Felsina Chianti Classico Riserva Rancia 2017
The 2017 Felsina Chianti Classico Riserva Rancia is ruby red in appearance with rich, intense tones. Spicy nose with floral notes and hints of wild berry (red and black), accompanied by mineral impressions and light toasted notes. Spice re-appears on the palate, which displays firm but supple tannins, and the finale is vigorous and taut. Overall, the wine is compelling for its flavor-rich mid-palate and supporting acidity.
Critical AcclaimAll Vintages
Plenty of fruit concentration with cherry and strawberry aromas and flavors. Full-bodied with chewy tannins and lots of concentration. Intense and rich. Give it a year or two to come together. Better after 2021.
The 2017 Chianti Classico Riserva Rancia is incredibly polished and sophisticated. Silky tannins give the 2017 its racy, sleek personality. Over the last year, the 2017 has really settled into a gorgeous place. There is plenty of vintage 2017 intensity, but Rancia is distinctly medium in body and restrained. The wilder side of Sangiovese, one of the signatures of Rancia and Fèlsina more broadly, tastes a bit baked out. I can't wait to see how the 2017 develops over the coming years and decades. Drinking window: 2025 - 2042
In 2017, Giovanni Poggiali describes the work in the vineyard as focused on the vines' root system to reduce water stress. Harvest started 15 days earlier than average and at the beginning of September he did a qualitative thinning to get rid of any shrivelled bunches or those showing problems with ripening. Fèlsina's flagship wine, Rancia is still brooding. Plum and tar show up on a backdrop of vanilla and exotic spice. Though fruit is supple, layers of assertive tannins need time to loosen their grip. Appetizingly savory, this finishes with an intense, irony character. Drinking Window 2022 - 2032.
In the 17 published editions of Gambero Rosso, Italy’s acclaimed wine rating guide, this Tuscan estate has won the coveted Tre Bicchieri (Three Glasses) award 17 times. They are a favorite of IWM, Robert Parker, and any Tuscan wine enthusiast. And they did it by revealing the true essence of the Sangiovese grape and the Chianti Classico terroir. What this tells us is that this is a winery of consistency, producing Chianti Classicos with the ability to age up to two decades for the right vintage. Much like the great Brunello estates, it is the marriage of an ideal microclimate and the uncompromising commitment of a dedicated staff that educes the full character of Tuscany's noble grape, even in off vintages. Even more importantly, this is a producer who creates compelling wines and releases them at contained prices, making Felsina accessible to all wine enthusiasts and one of Italy's greatest values!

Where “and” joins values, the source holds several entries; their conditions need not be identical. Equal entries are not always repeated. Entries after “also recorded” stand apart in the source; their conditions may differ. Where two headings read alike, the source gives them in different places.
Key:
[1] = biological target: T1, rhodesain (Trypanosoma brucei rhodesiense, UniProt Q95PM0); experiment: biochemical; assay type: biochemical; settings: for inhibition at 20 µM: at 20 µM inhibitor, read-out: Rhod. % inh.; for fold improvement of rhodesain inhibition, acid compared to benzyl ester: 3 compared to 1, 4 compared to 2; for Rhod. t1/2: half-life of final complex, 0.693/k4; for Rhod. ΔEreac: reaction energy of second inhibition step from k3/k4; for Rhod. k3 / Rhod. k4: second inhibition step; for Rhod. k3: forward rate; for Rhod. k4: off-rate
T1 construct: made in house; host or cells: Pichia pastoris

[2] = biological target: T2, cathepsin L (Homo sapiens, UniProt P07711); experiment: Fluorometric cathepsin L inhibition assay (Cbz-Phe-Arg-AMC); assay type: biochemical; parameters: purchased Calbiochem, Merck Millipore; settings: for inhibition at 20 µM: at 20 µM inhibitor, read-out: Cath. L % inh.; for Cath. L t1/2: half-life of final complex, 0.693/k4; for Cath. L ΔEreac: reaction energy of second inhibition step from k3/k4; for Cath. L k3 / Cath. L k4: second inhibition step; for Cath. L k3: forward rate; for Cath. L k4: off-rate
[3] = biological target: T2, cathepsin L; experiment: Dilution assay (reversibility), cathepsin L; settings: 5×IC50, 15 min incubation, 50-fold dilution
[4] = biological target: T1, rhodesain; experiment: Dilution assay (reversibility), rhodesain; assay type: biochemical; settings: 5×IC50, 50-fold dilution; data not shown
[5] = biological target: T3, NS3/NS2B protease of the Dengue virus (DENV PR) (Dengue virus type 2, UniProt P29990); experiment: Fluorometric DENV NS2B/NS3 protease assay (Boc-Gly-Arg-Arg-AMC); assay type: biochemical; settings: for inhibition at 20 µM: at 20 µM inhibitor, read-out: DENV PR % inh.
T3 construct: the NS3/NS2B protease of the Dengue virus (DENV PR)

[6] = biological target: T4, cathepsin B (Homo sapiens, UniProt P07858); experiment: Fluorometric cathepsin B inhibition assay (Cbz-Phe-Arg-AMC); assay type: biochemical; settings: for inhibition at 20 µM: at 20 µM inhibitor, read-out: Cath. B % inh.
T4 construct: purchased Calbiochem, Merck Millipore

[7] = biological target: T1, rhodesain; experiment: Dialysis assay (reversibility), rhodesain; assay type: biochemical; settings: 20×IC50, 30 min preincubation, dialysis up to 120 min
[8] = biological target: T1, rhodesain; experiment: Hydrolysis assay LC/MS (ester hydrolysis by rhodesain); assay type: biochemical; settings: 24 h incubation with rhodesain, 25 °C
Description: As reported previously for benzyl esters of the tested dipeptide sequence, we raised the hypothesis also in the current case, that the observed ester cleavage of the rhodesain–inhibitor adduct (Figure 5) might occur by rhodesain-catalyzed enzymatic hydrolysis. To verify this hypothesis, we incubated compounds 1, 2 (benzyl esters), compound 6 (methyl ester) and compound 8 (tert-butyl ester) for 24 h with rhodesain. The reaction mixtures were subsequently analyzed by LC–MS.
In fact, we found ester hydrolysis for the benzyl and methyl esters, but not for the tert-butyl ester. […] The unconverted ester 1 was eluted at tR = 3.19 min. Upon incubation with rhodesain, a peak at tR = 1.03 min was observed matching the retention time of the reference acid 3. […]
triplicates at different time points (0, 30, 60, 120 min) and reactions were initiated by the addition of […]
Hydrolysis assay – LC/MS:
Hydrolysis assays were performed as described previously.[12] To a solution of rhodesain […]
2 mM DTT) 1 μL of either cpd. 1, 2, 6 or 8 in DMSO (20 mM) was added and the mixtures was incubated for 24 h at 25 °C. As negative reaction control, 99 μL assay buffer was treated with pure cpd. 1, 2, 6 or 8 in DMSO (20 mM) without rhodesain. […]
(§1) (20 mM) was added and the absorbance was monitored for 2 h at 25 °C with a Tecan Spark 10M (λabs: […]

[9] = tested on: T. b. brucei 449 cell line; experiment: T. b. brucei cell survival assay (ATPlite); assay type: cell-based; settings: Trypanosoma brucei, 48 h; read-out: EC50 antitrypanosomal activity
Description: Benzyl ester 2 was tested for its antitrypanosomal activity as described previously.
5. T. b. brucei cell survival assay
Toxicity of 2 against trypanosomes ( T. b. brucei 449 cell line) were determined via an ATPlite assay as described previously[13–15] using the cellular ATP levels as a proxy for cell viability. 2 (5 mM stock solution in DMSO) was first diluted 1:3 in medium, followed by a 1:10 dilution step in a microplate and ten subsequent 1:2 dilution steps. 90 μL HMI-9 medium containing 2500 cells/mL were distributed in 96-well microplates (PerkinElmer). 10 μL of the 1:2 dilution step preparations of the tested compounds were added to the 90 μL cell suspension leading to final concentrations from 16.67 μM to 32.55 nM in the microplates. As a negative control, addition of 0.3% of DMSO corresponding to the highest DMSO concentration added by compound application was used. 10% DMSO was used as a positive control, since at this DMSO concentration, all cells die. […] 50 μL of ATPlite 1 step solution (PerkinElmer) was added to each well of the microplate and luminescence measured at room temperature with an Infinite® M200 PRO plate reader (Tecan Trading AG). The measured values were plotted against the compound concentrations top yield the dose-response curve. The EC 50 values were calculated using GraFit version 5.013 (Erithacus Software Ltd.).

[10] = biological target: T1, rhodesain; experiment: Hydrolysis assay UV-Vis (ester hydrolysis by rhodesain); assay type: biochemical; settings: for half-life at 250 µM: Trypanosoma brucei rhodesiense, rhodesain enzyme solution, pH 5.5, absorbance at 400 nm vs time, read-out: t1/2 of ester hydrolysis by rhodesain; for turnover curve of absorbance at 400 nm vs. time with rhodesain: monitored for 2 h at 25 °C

One of the first wine regions anywhere to be officially recognized and delimited, Chianti Classico is today what was originally defined simply as Chianti. Already identified by the early 18th century as a superior zone, the official name of Chianti was proclaimed upon the area surrounding the townships of Castellina, Radda and Gaiole, just north of Siena, by Cosimo III, Grand Duke of Tuscany in an official decree in 1716.
However, by the 1930s the Italian government had appended this historic zone with additonal land in order to capitalize on the Chianti name. It wasn’t until 1996 that Chianti Classico became autonomous once again when the government granted a separate DOCG (Denominazione di Origine Controllata e Garantita) to its borders. Ever since, Chianti Classico considers itself no longer a subzone of Chianti.
Many Classicos are today made of 100% Sangiovese but can include up to 20% of other approved varieties grown within the Classico borders. The best Classicos will have a bright acidity, supple tannins and be full-bodied with plenty of ripe fruit (plums, black cherry, blackberry). Also common among the best Classicos are expressive notes of cedar, dried herbs, fennel, balsamic or tobacco.
Among Italy's elite red grape varieties, Sangiovese has the perfect intersection of bright red fruit and savory earthiness and is responsible for the best red wines of Tuscany. While it is best known as the chief component of Chianti, it is also the main grape in Vino Nobile di Montepulciano and reaches the height of its power and intensity in the complex, long-lived Brunello di Montalcino. Somm Secret—Sangiovese doubles under the alias, Nielluccio, on the French island of Corsica where it produces distinctly floral and refreshing reds and rosés.